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Twice Chela feeds her cow, Fineness



In Zambia’s aptly named Copperbelt province, copper is the lifeblood of the economy and has been for generations. When he was 28 years old, Jeremy Chela started working in one of the mines, drilling holes and placing explosives that would blast the metal out of the ground. It was dangerous work, but he managed to survive 27 years on the job.

At age 55, Chela was forced to find a new way to make money. “(The mining company) told me I was old,” he said. “They retired me.” 

Kenneth Kaunda, Zambia’s first president, always told his people to go back to the land, and that idea stuck with Chela over the decades. So that’s what Chela did, asking the local chief for a plot of land, which he was granted. And Chela and his wife, Twice Chela, survived on the staple crops they grew, for a time.

But after four years, circumstances changed once again. “I had an accident in the field,” Jeremy Chela said. “I was cutting a tree, then part of the branch came and stuck me in the eye, my left eye.” He lost sight in his left eye; a year later, residual nerve damage took the sight from his right eye as well.

Twice Chela took over all of the farming duties. “I had no choice,” she said. “I had to do it alone, because it was the only way of survival.”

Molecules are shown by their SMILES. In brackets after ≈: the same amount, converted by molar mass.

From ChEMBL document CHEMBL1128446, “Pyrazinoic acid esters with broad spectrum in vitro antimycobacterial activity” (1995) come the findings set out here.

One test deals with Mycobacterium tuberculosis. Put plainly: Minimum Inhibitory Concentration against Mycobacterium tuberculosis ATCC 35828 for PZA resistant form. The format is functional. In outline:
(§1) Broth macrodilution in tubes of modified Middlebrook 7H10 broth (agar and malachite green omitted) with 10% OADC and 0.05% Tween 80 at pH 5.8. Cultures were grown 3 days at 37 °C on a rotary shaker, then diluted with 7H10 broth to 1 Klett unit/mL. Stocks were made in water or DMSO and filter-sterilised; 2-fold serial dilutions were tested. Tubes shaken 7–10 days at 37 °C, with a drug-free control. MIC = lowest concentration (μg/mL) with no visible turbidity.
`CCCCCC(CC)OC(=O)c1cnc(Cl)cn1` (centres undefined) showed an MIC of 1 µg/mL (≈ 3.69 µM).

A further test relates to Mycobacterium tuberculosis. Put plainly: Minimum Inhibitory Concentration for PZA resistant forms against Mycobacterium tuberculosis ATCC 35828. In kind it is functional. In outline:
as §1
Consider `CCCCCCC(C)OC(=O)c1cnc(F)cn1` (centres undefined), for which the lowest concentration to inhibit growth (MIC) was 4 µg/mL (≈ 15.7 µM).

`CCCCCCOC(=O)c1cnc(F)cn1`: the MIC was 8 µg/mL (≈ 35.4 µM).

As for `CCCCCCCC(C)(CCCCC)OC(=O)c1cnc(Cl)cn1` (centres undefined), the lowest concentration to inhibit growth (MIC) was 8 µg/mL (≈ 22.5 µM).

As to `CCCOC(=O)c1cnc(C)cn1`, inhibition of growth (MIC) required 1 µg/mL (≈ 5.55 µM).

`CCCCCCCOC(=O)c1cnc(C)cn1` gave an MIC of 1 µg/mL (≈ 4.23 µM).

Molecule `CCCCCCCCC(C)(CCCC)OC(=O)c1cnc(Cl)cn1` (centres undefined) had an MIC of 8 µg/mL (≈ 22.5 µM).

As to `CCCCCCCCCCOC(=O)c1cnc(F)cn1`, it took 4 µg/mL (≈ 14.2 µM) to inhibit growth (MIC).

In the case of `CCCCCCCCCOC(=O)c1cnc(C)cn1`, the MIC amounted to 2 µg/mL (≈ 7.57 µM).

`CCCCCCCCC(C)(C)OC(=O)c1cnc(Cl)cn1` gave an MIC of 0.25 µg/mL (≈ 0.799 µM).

Although their adult children were able to send them some money, the couple struggled, as the farm work was too much for one person. Food, clothes and other necessities were scarce.

After years of struggling, a man involved in a Heifer Zambia project nearby came to tell the Chelas’ community about the program. “I said, ‘My God, this is good information. We are going to join,’” Jeremy Chela said.

When their heifer arrived, the Chelas named her Fineness and stayed up all night to make sure the animal was clean and cared for. Later that week, they started milking the cow.

“We started drinking milk, and we started looking much better than before,” Jeremy Chela said. “(When we were ready to milk the cow), I called my children, who were helping me. We sat here as a family to drink milk. It was a milk party.”

Now, the Chelas are healthier than before. “I’ve put on weight,” Jeremy Chela said. “I never used to look like this.”

Since she arrived, Fineness has had four calves—one of which has been passed on to another family—and Jeremy Chela remembers the birthday of each. Fineness and her calves have allowed the Chelas to buy more and a larger variety of food while also paying for their grandchildren’s school fees and uniforms. They even have enough money to pay their neighbor to help them take care of the animals.

“Ever since Fineness came here, I’ve never slept hungry,” Jeremy Chela said.

Author

Jason Woods

Jason Woods is from Stillwater, Oklahoma, and has worked for the Americas Area Program of Heifer International since 2010. He has a master’s in cultural geography and a bachelor’s in news-editorial journalism. His passion for Heifer’s work started as a teenager, when he spent a weekend at Heifer Ranch’s Global Village in Perryville, Arkansas.